The third speaker is President and CEO of Arctic Cat, Chris Metz. He took a more personal approach to success. For your business to be successful, you need to be successful. A business is an extension of the owner/operator. And any person’s foundation is their integrity and character, according to Chris. It’s much more important to be respected than liked. I don’t think he means that you should be an asshole and have people respect you out of fear. I think he means it’s more important to make the right decision than to cave to the wants of others. One of his big pieces of advice was to stay humble. It’s far better to let others recognize your strengths on their own. I think that has to do with being respectable. Respectable people don’t go around boasting about how good they are at what they do. Chris also pointed out that you can’t go anywhere without taking risks. He said “take risks early and often.” He finished with a recommendation to find 1-2 good mentors, and eventually a good partner.
The next guy was Gary Rochelle. I’m not sure how to spell his name, but he gave some great advice. His number one piece of advice was learn how to respect, manage and work with people. And an integral part of that is being comfortable with yourself. Gary says that you need to know what you’re willing to risk, and what you’re not before you set out on any endeavor. Another key point of his was “you’re not that special.” I think what he meant, is that anyone can be successful. It’s about finding and using your strengths efficiently. Just because you’re not that special doesn’t mean you aren’t unique. Part of separating yourself to stand out is highlighting your uniqueness. Gary also brought up hard work. He said you can have a good life by working hard, but to have a great life you have to work hard, but also recognize and seize opportunities as they present themselves.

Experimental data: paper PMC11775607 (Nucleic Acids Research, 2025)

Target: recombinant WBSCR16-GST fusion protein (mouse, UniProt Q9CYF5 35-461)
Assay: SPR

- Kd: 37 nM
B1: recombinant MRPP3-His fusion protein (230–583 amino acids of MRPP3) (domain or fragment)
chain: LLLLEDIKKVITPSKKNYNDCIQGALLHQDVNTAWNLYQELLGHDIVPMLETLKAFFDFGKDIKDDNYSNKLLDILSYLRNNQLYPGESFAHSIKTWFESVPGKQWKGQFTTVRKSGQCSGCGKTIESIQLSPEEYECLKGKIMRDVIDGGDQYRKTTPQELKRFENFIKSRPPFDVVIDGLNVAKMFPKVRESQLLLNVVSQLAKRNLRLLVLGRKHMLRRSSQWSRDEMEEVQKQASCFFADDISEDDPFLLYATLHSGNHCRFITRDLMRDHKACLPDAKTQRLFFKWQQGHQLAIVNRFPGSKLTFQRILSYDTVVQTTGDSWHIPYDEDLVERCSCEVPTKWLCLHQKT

The last woman that spoke didn’t introduce herself, so I don’t know her name. But she works in both the semiconductor and fashion industries. She also touted the importance of making connections, but also “serendipity.” She relayed a story where she was supposed to have dinner with friends in France, but they stood her up. She ended up meeting a french businessman, who ended up becoming her business partner. Aside from networking, she drilled in the significance of taking risks. She says that risk taking is a lifestyle and one that should be adopted sooner rather than later. “If you don’t take risks in your 20s, you’re not going to take risks in your 30s.”
Be nice, be personable, listen, take risks, learn from others who are doing what you want.
I hope you found this as interesting and helpful as I found the panel!